Trapper faces nearly $28,000 in fines, restitution; 195 pelts seized

Minnesota Department of Natural Resources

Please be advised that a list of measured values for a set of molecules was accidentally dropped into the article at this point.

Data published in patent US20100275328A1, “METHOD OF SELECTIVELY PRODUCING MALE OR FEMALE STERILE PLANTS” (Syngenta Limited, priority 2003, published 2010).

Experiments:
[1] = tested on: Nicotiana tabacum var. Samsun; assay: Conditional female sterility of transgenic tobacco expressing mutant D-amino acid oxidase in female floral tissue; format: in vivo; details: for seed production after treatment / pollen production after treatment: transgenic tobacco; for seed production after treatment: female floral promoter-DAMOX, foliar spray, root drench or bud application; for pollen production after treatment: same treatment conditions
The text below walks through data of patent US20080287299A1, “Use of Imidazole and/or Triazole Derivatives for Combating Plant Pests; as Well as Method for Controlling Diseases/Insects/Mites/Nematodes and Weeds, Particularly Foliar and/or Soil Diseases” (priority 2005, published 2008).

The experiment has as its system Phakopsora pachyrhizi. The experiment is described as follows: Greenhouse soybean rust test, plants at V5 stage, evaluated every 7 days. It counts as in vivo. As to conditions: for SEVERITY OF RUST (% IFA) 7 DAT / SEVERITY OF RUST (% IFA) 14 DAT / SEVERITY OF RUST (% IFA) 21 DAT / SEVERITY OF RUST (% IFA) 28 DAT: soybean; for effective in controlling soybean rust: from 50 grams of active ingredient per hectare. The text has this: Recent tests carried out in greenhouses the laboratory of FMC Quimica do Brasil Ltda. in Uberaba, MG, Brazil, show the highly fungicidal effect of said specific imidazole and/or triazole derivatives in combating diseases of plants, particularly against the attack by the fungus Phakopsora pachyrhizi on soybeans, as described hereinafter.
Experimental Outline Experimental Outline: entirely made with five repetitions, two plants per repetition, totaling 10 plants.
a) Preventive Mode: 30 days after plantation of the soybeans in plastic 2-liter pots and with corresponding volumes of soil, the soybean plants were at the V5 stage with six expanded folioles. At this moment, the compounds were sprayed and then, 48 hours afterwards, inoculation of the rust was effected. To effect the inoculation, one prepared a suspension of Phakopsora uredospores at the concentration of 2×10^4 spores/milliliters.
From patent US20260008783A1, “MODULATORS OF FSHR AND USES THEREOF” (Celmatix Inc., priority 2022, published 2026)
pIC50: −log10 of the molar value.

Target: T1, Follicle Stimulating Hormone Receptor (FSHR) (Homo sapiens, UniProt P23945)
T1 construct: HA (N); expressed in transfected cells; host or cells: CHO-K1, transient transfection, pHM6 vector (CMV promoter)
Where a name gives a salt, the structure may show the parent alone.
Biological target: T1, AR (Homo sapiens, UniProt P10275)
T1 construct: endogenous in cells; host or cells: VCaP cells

Natural resources law enforcement work can be a lot like putting together a puzzle. Match the correct pieces and you complete the puzzle. In natural resources law enforcement, piece together the evidence and you make a case. <BR><BR>Several northern Minnesota Department of Natural Resources (DNR) conservation officers recently did that after receiving increased complaints of untagged traps and snares, trappers not tending traps, and snares and trap tampering in northeastern Minnesota.<BR><BR>Minnesota law requires traps or snares be marked or tagged with the number and state of the person’s driver’s license, or the person’s Minnesota identification card number, or the person’s name and mailing address. <BR><BR>No one may remove or tamper with a trap legally set to take furbearing wild animals without authorization of the trapper, a DNR agent, the owner or lessee of the land where the trap is located.<BR><BR>In December, conservation officers Kipp Duncan (Two Harbors) and Marty Stage (Babbitt) were working fur trappers and trap sites near Isabella.<BR><BR>With Stage in the woods checking a possible trap site, Duncan noticed a vehicle traveling in their direction. He believed it to be a trapper and wanted to do a license and trap site check when the vehicle turned down another road. While Duncan was turning his vehicle around to follow, he noticed fresh vehicle tracks and footprints leading into the woods. About 300 yards from the site, he found two undisturbed leghold traps surrounded by fresh snow. <BR><BR>The officers were about to check a possible trap site when they saw a vehicle driving slowly in their direction. The driver stopped and said he was checking his traps; he had three pine marten in the truck box. At the next intersection, the officers conducted a check of his trapping license and the pine marten which identified the person as Fred Paul Precht, 49, of Soudan. A pine marten was still in a conibear trap located in the box of his truck. Precht said he had no other leghold traps in the field.<BR><BR>Duncan asked Precht the last time he checked his traps in the area. He said he checked them two days before, so the officers knew he had not checked the traps daily as required by law. They all left the area. <BR><BR>On follow-up interviews, Duncan and Stage noticed Precht quickly changed the subject each time they asked questions about the traps. <BR><BR>The two officers talked about matching footprints at the trap site and the license check location. <BR><BR>Driving back to the trap site, the officers took photos of the footprints and noticed a unique star pattern that matched the tracks at the site of the license check. <BR><BR>The officers caught up with Precht later and again asked him how many traps he had in the field. This time he said six or eight. He admitted he wasn’t honest earlier because he was having trouble checking the traps daily since it’s about 45 miles from Soudan to Isabella. <BR><BR>Minnesota law requires any trap capable of capturing a protected animal and not capable of drowning the animal must be tended at least once each day, except for body-gripping or conibear-type traps.<BR><BR>Becoming increasingly suspicious of Precht’s responses and actions, Duncan took Precht’s trapping and driving license. <BR><BR>Duncan and Stage discussed the chain of events and the possibility of Precht having more fur pelts. Precht said he had several more fur pelts at home that belonged to him and several friends. He would not provide their names, but he agreed to let the officers follow him home and check the fur pelts. <BR><BR>When they arrived, Precht walked to the garage where several fisher pelts were hanging from the ceiling and several pine marten pelts were leaning up against a wall. A large freezer was also in the garage. <BR><BR>Because Precht would not allow the officers to look inside the freezer, they contacted an assistant St. Louis County attorney for a search warrant. Precht also said he had a freezer in the house and at his work place. <BR><BR>After obtaining the search warrant, the officers searched the garage, chest freezer in the garage, work place, and kitchen refrigerator and found 44 pine marten, 13 fisher, eight otter, 12 mink, 85 packages of beaver (some packages had more than one beaver), 31 muskrat and two raccoon. <BR><BR>An individual’s season limit of fisher and pine marten combined is five. The otter season limit is four. There is no limit on mink, beaver, muskrat or raccoons. All of Precht’s pelts were seized since the legal and illegal fur was commingled. The restitution value on the overlimit of 52 martin/fisher and four otter is $100 per animal or $5,600.<BR><BR>Under the state’s enhanced gross overlimits regulations, Precht was charged with seven counts of small game gross overlimits and faces a fine of up to $3,000 and/or one year in jail on each of the seven counts, and 90 days jail and/or $1,000 on an eighth count of failure to comply with game and fish laws. <BR><BR>If convicted on all charges, he faces over seven years in jail and fines and restitution totaling $27,600. <BR><BR>In addition to stiffer penalties, Precht could have his hunting/trapping and fishing licenses seized.<BR><BR>“This investigation is another example of conservation officers continuing to focus their serious enforcement efforts on those individuals who willfully and purposefully violate trapping laws,” said DNR Chief Conservation Officer Mike Hamm. <BR><BR>“We will continue to direct this focus in the future. It’s illegal activity like this that takes the pleasure away from those who enjoy trapping. It even takes away hunting opportunities for those who follow the law.”